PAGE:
Prof. Dr. Annkristin Heine
Institute of Experimental Immunology (IEI) & Medical Clinic IIIannkristin.firstname.lastname@example.org View member: Prof. Dr. Annkristin Heine
Frontiers in immunology
INTRODUCTION: Several anaplastic lymphoma kinase (ALK)-inhibitors (ALKi) have been approved for the treatment of ALK-translocated advanced or metastatic Non Small Cell Lung Cancer (NSCLC), amongst crizotinib and alectinib. This forces physicians to choose the most suitable compound for each individual patient on the basis of the tumor´s genetic profile, but also in regard to toxicities and potential co-treatments. Moreover, targeted therapies might be combined with or followed by immunotherapy, which underlines the importance to gain detailed knowledge about potential immunomodulatory effects of these inhibitors. We here aimed to 1.) determine whether ALKi display an immunosuppressive effect on human dendritic cells (DCs) as important mediators of antigen-specific immunity and to 2.) dissect whether this immunosuppression differs among ALKi.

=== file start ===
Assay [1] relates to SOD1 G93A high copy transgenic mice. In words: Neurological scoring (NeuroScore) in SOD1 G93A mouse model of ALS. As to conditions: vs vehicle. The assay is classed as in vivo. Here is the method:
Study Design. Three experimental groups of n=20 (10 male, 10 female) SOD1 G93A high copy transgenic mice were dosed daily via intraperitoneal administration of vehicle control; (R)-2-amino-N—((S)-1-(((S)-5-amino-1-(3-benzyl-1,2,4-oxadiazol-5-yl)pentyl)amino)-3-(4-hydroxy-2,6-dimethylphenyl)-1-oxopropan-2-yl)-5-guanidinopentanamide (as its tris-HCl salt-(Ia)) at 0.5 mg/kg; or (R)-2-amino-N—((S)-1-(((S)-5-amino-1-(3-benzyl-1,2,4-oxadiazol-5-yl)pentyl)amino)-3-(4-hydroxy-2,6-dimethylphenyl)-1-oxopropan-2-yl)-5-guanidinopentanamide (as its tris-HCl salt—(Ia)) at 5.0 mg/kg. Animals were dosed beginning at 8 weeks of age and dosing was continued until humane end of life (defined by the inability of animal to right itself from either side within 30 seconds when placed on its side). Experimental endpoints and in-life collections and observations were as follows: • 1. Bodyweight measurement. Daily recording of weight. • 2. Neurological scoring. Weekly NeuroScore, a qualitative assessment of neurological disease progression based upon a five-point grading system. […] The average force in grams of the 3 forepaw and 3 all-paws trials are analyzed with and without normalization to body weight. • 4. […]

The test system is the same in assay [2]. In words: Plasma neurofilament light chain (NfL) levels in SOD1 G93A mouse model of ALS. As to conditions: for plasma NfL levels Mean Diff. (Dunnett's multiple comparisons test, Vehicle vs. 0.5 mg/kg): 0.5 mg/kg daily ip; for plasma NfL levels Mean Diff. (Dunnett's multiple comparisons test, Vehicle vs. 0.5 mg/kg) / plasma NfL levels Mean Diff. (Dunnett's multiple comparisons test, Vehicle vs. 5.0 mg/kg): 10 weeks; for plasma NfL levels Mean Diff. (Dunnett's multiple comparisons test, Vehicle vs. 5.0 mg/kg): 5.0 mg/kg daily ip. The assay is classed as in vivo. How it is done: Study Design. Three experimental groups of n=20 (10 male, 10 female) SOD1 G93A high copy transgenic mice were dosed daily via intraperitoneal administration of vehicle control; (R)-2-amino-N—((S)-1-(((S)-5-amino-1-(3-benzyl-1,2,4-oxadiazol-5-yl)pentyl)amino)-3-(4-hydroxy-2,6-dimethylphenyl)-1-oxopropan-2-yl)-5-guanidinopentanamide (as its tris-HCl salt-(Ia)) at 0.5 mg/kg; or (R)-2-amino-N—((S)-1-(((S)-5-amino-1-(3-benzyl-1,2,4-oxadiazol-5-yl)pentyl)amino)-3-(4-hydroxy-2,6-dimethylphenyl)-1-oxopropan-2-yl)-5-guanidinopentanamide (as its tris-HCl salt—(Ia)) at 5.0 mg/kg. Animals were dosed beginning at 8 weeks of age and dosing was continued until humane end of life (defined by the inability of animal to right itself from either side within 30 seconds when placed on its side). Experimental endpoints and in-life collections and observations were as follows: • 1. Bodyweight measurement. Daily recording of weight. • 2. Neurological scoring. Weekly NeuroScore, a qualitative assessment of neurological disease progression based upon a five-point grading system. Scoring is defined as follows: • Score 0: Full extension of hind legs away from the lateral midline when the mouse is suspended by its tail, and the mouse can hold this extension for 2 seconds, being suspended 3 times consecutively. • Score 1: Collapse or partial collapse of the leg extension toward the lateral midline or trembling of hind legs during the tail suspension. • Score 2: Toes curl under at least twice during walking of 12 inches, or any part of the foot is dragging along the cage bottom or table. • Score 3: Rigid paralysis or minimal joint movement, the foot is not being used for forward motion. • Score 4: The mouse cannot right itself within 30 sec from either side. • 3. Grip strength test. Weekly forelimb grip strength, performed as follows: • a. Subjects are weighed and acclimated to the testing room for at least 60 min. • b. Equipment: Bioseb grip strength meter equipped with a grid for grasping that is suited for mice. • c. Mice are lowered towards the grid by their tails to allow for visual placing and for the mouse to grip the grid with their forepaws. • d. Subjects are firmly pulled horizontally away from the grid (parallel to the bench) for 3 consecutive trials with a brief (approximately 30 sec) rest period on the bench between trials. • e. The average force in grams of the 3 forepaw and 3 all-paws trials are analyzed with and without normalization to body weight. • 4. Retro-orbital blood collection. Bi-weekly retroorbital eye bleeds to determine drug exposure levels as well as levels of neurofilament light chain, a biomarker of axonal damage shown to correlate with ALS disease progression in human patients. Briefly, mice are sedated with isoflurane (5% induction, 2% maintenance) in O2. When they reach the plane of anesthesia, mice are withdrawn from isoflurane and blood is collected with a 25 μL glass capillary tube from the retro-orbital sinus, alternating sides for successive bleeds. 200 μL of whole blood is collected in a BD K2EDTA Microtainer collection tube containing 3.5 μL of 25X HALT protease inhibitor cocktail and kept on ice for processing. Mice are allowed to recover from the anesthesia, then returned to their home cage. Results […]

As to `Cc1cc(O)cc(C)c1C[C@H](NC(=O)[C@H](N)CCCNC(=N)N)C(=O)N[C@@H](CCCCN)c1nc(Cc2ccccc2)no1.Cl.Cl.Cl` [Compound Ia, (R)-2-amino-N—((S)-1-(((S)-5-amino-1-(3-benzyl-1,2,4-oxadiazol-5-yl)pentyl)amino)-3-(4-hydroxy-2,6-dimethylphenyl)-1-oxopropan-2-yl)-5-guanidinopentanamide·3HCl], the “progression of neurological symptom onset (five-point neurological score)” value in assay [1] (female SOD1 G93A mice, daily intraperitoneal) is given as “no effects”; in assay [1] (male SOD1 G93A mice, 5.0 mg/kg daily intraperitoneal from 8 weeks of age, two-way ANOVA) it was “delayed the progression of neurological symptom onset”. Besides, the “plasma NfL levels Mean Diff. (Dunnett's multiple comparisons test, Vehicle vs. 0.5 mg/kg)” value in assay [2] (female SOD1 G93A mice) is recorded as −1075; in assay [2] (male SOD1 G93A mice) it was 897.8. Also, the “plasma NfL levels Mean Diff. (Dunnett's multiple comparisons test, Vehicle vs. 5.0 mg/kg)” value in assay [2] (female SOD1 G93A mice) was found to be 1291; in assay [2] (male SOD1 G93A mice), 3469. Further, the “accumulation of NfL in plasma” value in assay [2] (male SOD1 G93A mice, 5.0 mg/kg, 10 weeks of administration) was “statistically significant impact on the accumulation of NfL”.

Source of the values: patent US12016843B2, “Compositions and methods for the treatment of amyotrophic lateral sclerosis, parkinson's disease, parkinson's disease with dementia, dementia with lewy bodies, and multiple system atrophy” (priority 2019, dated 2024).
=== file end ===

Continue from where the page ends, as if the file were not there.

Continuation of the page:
METHODS: We investigated the effect of alectinib and crizotinib on human monocyte-derived DCs (moDC) as most powerful antigen-presenting cells. We performed immunophenotyping by flow cytometry, migration, antigen uptake and cytokine assays.
RESULTS: Crizotinib-treated DCs showed reduced activation markers, such as CD83, decreased chemokine-guided migration, lower antigen uptake and produced inferior levels of pro-inflammatory cytokines, especially Interleukin-12. In contrast, the immunosuppressive potential of alectinib was significantly less pronounced. This indicates that crizotinib might profoundly dampen anti-tumor immunity, while alectinib had no unfavourable immunosuppressive effects.
CONCLUSIONS: Our results implicate that current ALKi differ in their capacity to suppress the activation, migration and cytokine production of DCs as essential mediators of T cell immunity. We show that crizotinib, but not alectinib, had immunosuppressive effects on DCs phenotype and reduced DC function, thereby potentially impairing anti-tumor immunity.
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